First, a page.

Anaphora in Celtic and Universal Grammar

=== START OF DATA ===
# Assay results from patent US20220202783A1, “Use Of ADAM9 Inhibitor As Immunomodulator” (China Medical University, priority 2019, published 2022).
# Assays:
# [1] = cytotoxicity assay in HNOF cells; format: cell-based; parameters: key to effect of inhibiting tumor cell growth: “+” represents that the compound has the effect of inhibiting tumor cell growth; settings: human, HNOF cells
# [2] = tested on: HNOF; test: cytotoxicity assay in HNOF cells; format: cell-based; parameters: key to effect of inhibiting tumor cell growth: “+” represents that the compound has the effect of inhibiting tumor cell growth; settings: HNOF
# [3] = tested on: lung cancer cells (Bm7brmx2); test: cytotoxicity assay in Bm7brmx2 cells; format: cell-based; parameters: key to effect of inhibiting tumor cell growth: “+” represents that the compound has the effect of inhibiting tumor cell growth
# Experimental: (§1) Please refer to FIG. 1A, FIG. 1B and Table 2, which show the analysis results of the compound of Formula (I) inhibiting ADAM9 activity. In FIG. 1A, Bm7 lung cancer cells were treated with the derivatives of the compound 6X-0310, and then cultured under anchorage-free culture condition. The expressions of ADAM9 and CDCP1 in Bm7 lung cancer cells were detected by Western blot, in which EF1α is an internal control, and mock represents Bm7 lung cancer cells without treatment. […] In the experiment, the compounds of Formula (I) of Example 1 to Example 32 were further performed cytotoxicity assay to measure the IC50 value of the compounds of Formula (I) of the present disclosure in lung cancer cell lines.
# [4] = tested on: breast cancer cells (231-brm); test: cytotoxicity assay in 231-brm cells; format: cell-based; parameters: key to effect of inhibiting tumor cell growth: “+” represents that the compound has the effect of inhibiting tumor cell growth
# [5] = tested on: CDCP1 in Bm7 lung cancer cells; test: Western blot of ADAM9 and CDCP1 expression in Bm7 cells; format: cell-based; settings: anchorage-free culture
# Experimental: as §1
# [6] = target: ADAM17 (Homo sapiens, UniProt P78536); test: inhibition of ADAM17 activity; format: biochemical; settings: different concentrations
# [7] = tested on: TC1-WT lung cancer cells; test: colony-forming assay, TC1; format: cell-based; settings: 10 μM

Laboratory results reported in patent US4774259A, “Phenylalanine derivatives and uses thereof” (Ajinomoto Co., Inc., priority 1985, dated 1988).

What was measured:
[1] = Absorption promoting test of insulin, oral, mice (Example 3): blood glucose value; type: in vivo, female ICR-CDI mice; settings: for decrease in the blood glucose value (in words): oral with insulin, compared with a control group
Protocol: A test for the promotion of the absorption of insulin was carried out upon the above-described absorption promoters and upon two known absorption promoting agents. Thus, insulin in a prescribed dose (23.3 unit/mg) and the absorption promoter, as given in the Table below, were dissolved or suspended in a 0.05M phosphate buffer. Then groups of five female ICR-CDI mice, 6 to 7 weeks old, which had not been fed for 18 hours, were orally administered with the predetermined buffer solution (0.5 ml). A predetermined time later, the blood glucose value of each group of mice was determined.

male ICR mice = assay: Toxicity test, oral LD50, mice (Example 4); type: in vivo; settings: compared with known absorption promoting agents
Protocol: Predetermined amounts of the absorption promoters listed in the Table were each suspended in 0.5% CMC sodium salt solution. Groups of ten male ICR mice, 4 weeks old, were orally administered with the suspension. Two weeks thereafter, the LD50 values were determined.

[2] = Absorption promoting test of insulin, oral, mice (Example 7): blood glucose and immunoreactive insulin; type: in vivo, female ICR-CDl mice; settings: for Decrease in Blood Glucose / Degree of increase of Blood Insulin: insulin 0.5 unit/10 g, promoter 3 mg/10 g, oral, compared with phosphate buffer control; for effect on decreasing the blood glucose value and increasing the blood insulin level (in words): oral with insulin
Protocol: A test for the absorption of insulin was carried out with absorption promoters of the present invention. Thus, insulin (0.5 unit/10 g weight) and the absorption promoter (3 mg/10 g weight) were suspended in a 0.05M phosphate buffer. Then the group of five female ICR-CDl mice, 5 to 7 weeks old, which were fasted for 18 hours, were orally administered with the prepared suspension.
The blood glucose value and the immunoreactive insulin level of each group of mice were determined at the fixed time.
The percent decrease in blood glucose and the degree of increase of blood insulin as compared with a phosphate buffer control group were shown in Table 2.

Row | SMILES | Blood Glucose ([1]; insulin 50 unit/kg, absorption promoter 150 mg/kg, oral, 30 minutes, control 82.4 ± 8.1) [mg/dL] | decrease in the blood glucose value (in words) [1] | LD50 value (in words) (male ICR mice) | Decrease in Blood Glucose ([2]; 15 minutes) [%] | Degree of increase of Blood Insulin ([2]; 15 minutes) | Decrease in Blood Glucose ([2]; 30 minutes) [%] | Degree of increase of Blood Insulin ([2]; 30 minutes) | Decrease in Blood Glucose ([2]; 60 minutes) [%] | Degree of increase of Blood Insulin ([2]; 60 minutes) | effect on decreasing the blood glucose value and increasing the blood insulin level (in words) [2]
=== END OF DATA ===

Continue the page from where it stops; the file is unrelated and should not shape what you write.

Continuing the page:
This book is based in large part on fieldwork that I conducted in Brittany and Wales in 1983 and 1985. I am thankful for a Fulbright Award for Research in Western Europe and a Faculty Development Award from the University of North Carolina that funded that fieldwork. lowe a less tangible, but no less real, debt to Steve Anderson, G. M. Awbery, Steve Harlow and Jim McCloskey whose work initially sparked my interest, and led me to undertake this project. I want to thank Joe Emonds and Alec Marantz who read portions of Chapter 3 and 5. I am particularly grateful though to Kathleen Flanagan, Frank Heny and two anonymous referees who read a dyslexic and schizophrenic manuscript, providing me with criticisms that improved this final version considerably. The Welsh nationalist community in Aberstwyth and its Breton coun terpart in Quimper helped make the time I spent in Wales and Brittany productive. I am indebted to Thomas Davies, Partick Favreau, Lukian Kergoat, Sue Rhys, John Williams and Beatrice among others for sharing their knowledge of their languages with me. Catrin Davies and Martial Menard were especially patient and helpful. Without their assistance this work would have been infinitely poorer. I am hopeful that this book will help stimulate more interest in the Celtic languages and culture, and assist, even in a small way, those in Wales and Brittany who struggle to keep their language and culture strong.